4.1 The committee considered the clinical evidence and noted the inconsistent results from the 2 randomised controlled trials (Kapural et al. 2016 and De Andres et al. 2017). In particular, the committee noted that Kapural et al. demonstrated statistically significantly better pain reduction using Senza compared with low‑frequency spinal cord stimulation (SCS), but that in De Andres et al. there was no statistically significant difference between the 2 treatments in this regard. The expert advisers explained that the low‑frequency SCS devices used as the comparator in both studies work in the same way as those used in standard clinical practice in the NHS. However, the response to low‑frequency SCS was lower than expected in De Andres et al., compared with both clinical experience and other trial results including Kapural et al. The external assessment centre (EAC) also highlighted that pain reduction was greater in Kapural et al. for both Senza and low‑frequency SCS compared with both treatment arms in De Andres et al.
4.2 The committee was concerned about the methodological quality of the De Andres et al. (2017) study, noting the conclusions of the 2 EAC reports about the reliability and robustness of the evidence. Although the committee noted the weaknesses in both randomised controlled trials, including the potential for bias and concerns about the relevance of the results to the NHS, it agreed with the EAC's conclusion that Senza is at least as effective as low‑frequency SCS in terms of relieving pain. It acknowledged that current studies are limited to 2 years' follow-up; a clinical expert explained that 3-year outcome data will soon be available, and that the ultimate intention is to collect 5-year follow-up data. The committee considered that long-term outcome data would be particularly important, given that Senza and other similar devices are used to treat a chronic condition and have a lifespan of at least 10 years. The committee concluded that, in view of these uncertainties, it would be beneficial for clinicians to routinely collect clinical and procedural outcome data on the use of SCS including Senza. It was encouraged to hear that the UK Neuromodulation Registry has well-established data collection arrangements to support the gathering of useful data.
4.3 People having low‑frequency SCS often experience paraesthesia (or tingling sensations), but this is not the case with high-frequency SCS (such as Senza). The experts explained that people may have paraesthesia throughout the use of low‑frequency SCS devices and that this can impair day-to-day living. For example, intense paraesthesia may be distracting enough to interrupt sleep or prevent tasks such as driving or operating machinery. However, the committee heard that some patients (usually those who have had low‑frequency SCS for a long time) find the presence of paraesthesia reassuring, because it confirms that the device is still working. The committee concluded that paraesthesia after SCS device implantation is an important issue that should be discussed with patients before choosing a device.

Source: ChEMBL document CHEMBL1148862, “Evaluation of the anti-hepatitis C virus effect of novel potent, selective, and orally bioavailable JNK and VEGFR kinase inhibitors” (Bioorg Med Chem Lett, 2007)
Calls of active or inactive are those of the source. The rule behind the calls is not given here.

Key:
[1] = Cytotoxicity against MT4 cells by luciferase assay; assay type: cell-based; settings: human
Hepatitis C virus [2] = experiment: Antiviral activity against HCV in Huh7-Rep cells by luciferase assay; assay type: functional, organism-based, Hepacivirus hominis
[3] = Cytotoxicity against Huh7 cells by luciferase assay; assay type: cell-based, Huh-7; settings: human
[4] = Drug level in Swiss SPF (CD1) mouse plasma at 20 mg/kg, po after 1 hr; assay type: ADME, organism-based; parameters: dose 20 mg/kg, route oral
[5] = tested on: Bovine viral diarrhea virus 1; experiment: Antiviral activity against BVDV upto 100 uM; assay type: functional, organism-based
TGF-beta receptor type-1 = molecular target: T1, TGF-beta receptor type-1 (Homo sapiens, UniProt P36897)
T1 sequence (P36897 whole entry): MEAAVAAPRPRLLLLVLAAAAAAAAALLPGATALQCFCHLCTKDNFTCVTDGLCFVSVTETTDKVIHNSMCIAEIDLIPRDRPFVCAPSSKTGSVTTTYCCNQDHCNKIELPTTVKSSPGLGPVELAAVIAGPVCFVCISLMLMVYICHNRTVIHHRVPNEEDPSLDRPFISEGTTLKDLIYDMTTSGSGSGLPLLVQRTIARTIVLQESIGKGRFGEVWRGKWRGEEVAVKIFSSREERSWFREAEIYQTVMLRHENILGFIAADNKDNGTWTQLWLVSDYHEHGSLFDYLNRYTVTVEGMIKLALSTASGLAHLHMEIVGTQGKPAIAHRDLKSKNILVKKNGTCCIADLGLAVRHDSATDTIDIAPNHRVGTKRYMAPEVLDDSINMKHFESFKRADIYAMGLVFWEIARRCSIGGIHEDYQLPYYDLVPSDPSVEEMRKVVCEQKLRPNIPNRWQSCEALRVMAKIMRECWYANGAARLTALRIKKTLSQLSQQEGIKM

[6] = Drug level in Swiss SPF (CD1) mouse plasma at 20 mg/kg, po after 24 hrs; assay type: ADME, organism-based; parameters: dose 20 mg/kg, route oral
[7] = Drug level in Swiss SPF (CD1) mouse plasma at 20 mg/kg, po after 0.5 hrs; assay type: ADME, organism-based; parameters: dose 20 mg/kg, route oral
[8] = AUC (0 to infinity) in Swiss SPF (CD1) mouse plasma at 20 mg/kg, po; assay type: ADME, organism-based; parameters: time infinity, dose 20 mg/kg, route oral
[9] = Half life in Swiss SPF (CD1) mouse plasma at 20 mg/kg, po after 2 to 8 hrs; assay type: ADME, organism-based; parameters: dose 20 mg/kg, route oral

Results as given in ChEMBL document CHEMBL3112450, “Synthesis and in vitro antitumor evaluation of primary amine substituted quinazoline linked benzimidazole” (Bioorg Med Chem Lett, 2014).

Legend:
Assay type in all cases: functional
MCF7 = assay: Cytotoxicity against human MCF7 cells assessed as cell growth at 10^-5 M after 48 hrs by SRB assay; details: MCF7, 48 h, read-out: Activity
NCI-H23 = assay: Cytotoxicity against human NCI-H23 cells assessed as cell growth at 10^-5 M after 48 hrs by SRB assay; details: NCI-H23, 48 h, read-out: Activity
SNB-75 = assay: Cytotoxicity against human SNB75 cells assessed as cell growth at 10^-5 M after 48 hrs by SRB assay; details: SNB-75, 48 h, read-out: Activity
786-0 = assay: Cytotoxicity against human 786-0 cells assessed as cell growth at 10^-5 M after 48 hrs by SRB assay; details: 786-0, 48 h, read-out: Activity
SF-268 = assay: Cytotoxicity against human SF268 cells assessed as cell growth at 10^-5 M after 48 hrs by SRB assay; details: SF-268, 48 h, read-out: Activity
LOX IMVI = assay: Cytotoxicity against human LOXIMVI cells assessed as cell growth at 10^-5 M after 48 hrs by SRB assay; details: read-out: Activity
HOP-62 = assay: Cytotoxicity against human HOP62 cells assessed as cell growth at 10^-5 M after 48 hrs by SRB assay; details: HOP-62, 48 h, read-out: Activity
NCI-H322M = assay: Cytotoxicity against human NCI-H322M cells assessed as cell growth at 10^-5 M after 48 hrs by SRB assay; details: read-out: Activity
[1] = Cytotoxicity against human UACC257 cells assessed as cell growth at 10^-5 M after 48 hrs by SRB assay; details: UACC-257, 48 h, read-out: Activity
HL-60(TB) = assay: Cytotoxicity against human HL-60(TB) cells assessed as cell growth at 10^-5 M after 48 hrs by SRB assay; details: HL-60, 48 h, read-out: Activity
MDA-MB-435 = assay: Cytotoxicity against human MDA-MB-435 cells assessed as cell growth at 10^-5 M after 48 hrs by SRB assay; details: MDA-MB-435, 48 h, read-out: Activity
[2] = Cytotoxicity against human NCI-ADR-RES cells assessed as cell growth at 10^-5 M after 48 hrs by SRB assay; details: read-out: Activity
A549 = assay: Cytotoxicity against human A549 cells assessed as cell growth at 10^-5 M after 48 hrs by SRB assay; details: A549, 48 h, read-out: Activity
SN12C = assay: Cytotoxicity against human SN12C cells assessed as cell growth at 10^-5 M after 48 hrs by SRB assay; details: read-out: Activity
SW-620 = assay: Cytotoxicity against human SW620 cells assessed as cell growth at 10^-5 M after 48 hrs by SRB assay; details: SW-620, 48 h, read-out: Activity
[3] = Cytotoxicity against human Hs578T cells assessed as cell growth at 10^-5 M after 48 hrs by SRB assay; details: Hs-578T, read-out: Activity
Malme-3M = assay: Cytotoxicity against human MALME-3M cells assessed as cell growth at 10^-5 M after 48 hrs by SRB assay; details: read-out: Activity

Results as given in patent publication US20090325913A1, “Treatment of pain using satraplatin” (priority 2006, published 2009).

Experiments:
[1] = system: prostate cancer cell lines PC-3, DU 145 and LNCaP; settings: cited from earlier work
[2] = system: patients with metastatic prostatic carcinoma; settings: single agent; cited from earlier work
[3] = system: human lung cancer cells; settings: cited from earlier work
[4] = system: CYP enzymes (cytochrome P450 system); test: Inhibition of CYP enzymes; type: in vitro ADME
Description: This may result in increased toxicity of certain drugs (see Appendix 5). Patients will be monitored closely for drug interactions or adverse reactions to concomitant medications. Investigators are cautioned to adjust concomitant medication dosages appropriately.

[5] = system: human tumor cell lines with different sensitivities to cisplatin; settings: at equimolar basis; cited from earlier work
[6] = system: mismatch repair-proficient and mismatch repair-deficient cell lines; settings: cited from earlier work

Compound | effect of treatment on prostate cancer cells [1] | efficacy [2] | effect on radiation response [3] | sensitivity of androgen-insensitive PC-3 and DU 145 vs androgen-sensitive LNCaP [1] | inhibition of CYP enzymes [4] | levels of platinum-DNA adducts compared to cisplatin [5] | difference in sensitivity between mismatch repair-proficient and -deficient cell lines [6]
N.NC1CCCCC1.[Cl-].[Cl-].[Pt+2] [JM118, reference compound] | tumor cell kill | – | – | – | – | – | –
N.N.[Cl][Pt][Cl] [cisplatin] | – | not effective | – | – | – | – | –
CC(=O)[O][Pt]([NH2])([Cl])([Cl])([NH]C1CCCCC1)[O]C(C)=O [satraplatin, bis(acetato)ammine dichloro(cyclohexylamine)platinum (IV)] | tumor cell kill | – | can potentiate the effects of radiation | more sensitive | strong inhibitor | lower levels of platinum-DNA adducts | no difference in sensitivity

4.4 The committee noted that most of the higher quality evidence for the clinical benefits of Senza is in people who have chronic back or leg pain despite previous back surgery. The clinical experts agreed that this is the largest group of patients who are likely to benefit from Senza, but highlighted others who may benefit (for example, people for whom surgery is either not possible or unlikely to be successful and people with neuropathic pain of other causes including complex regional pain syndrome). However, the committee concluded that there is limited evidence to support the claimed benefits for Senza in these other patient groups. It noted that these patient groups are already covered by the recommendations in the NICE technology appraisal guidance on spinal cord stimulation. The committee also concluded that more evidence would be valuable about the potential role of Senza for neuropathic pain in patients who have not had previous back surgery. The committee was supportive of further research in these difficult circumstances, and would encourage SCS users to include patient data following all implantations in the UK Neuromodulation Registry.